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Discussion > "Skydragon" invasions

Regarding Doug Cotton - I had assumed he was a slayer, my apologies for that assumption.

Joseph Postma has posted at Tallbloke Talkshop explaining the Sky Dragons position:

http://tallbloke.wordpress.com/2012/04/04/joseph-postma/

Sep 21, 2012 at 8:38 PM | Unregistered CommenterJack Cowper

I believe mdgnn = spartacusisfree = AlecM = turnedoutnice, a UK resident it seems. I have asked him directly to reveal his identity, but at the end of the day it is his choice.

I don't mind him, and he seems to have a much more subtle take on radiation physics than the hardcore slayers.

Doug Cotton is well into his 60s and is a private science tutor presumably of high school students, perhaps undergraduates, lives in Sydney. He is a Claes Johnsen associate and was threadbombing on a lot of blogs until tallbloke gave him a thread of his own. That seemed to quieten him down quite a lot. Quite a few patient posters tried to disabuse him of his logical disjunctures without success. It seems to be a hallmark of slayers to steadfastly hold to the untenable in the face of the virtually irrefutable.

Oliver K Manuel, although repetitive, I don't find disruptive as he presents his usual spiel about Eisenhower, the iron sun etc. and then leaves the thread alone. Quirky rather than annoying. I find his benign eccentricity easy to tolerate, and he seems to mean well.

Sep 26, 2012 at 10:40 AM | Unregistered CommenterChris M

There are many commenters on this thead http://wattsupwiththat.com/2012/10/05/new-paper-on-climate-sensitivity-estimates-1-1-%c2%b1-0-4-c-for-a-doubling-of-co2/#comments and on this http://judithcurry.com/2012/10/05/week-in-review-10512/#comments that seem to think that CO2 cannot have any impact on global climate. Isn't that the definition of a Sky Dragon?

There again, what about Cornwall Alliance signatories "We deny that Earth and its ecosystems are the fragile and unstable products of chance, and particularly that Earth’s climate system is vulnerable to dangerous alteration because of minuscule changes in atmospheric chemistry. Recent warming was neither abnormally large nor abnormally rapid. There is no convincing scientific evidence that human contribution to greenhouse gases is causing dangerous global warming." that includes Dr Roy Spencer?

Oct 6, 2012 at 3:08 PM | Unregistered CommenterLouise

"Isn't that the definition of a Sky Dragon?"

Oct 6, 2012 at 3:08 PM Louise

For me, a Sky Dragon is someone who believes what you find in the book Slaying the Sky Dragon: Death of the Greenhouse Gas Theory - things like "radiation from a body at temperature T1 cannot be absorbed by a body at temperature T2" (where T1 < T2).

They believe things that are in complete disagreement with the theory of black body radiation, upon which theory much of twentieth century physics is based. Thus their arguments against CO2 causing warming are based on a profound misunderstanding of basic physics.

Oct 6, 2012 at 8:43 PM | Registered CommenterMartin A

"We deny that Earth and its ecosystems are the fragile and unstable products of chance, and particularly that Earth’s climate system is vulnerable to dangerous alteration because of minuscule changes in atmospheric chemistry. Recent warming was neither abnormally large nor abnormally rapid. There is no convincing scientific evidence that human contribution to greenhouse gases is causing dangerous global warming."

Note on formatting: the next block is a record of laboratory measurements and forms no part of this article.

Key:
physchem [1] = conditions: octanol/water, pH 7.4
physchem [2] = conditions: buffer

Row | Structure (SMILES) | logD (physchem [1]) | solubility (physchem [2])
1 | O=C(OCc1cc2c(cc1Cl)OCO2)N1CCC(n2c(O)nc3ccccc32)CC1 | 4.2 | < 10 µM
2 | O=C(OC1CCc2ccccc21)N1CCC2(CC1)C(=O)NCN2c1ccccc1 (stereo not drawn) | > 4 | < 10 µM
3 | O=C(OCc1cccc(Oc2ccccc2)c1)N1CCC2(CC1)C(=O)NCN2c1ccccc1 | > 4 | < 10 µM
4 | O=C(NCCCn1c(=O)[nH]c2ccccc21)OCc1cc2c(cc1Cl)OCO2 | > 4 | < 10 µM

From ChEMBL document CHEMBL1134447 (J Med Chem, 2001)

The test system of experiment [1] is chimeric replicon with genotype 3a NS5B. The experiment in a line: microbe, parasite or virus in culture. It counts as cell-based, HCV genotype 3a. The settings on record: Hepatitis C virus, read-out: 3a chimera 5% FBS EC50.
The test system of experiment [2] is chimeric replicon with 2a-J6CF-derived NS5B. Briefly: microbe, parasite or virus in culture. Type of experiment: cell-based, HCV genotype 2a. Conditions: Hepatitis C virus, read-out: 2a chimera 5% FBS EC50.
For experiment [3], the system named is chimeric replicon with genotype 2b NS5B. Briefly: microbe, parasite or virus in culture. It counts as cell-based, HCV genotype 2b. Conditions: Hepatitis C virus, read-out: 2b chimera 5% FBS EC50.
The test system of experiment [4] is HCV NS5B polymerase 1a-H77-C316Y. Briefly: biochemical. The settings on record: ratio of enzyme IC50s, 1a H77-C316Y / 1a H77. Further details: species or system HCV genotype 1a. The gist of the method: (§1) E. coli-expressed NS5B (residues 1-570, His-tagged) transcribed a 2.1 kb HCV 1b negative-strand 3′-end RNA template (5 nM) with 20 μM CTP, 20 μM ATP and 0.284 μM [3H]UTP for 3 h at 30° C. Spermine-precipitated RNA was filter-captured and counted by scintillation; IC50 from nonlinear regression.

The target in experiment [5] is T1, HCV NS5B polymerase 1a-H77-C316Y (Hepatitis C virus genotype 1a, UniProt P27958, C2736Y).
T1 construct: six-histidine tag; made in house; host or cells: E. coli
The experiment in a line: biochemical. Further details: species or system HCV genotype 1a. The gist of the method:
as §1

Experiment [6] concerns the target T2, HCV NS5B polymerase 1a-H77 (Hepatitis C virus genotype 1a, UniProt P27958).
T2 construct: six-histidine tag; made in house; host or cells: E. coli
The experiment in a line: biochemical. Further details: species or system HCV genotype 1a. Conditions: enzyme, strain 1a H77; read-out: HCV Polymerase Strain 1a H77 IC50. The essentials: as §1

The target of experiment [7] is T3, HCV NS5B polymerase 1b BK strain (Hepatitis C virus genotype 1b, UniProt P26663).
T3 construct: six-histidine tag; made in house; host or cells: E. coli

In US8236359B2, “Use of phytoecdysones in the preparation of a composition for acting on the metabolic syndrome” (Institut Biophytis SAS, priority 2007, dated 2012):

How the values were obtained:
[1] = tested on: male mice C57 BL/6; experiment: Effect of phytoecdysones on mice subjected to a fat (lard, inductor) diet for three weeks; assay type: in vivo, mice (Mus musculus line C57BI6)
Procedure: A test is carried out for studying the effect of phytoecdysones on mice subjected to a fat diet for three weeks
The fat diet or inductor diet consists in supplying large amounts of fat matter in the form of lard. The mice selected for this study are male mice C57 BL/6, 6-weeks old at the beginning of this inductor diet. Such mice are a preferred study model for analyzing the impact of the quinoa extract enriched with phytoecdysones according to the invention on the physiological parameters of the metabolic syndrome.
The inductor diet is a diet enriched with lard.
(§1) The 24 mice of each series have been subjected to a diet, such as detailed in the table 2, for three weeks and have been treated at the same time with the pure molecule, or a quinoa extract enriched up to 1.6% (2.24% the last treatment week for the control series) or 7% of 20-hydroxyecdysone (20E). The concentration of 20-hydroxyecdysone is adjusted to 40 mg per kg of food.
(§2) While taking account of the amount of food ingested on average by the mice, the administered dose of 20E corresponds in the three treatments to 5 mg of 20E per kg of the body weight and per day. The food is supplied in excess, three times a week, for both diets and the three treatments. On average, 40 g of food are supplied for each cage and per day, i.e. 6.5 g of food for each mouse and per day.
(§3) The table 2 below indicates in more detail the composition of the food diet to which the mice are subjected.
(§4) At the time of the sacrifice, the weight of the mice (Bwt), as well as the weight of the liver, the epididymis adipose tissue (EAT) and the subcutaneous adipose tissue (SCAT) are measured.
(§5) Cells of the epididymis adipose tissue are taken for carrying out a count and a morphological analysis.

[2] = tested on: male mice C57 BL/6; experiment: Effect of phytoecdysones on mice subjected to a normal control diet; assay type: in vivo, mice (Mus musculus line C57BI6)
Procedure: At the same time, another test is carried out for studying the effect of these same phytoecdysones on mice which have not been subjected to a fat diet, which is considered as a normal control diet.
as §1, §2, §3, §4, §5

I completely, unreservedly agree with this statement. Well, except the products of chance bit.

Oct 8, 2012 at 8:28 PM | Registered Commentershub

Look, this is supposed to be about science. In science there may be differing hypotheses and opinions about levels of proof and disproof, but the is a method for resolving arguments over time. We are goiing to get nowhere by bickering here. What we need to do with Skydragons, as we need to do with alarmists, lukewarmers, deniers, you name (or label) it, is to ask them to back up their assertions with observation and experiment. If you can't observe it, devise an experiemnt to differentiate between the various conjectures. How hard can it be to show the presence or absence of 'back radiation' and its effect on heating or cooling rates between objects at different tempertures? It's only hard if you can't admit the possibility of being wrong so much that you dare not put it to the touch.

We can measure what is going on. It seem we don't, preferring not to know. We do not need to argue about hypotheses or tactics or who blogs too much or thread-bombs. We just need to show what is really going on. Warmists cannot do it, or at least failed to in response to my previous posts.Can the dragons do it?

Oct 9, 2012 at 10:11 AM | Registered Commenterrhoda

MartinA
Since, as our friend MydogSpartAlec (as I call him) maintains that one of the problems we face is that climate scientists insist on treating the earth as a black body in a vacuum when it isn't (and I am inclined to agree with him about that — do you know any different) I'm not sure who it is that has the profound misunderstanding of basic physics.
Certainly it would be nice to hear someone else with his background agree with him or to see his long-awaited paper but I'm not sure that he deserves the outright abuse he gets, except for his tedious habit of bringing the subject into every thread.
Incidentally, I followed the link to Postma's paper. Seemed to make sense to me. Can anybody tell me where it falls down?

Oct 9, 2012 at 12:26 PM | Registered CommenterMike Jackson

Quite agree with Mike Jackson about Postma's paper which I find very interesting not only re black body radiation but from from the point of view of epistemological history, beautifully describing how complex theories could be and were elaborated for centuries based on the notion of the Ptolomaic earth-centred universe.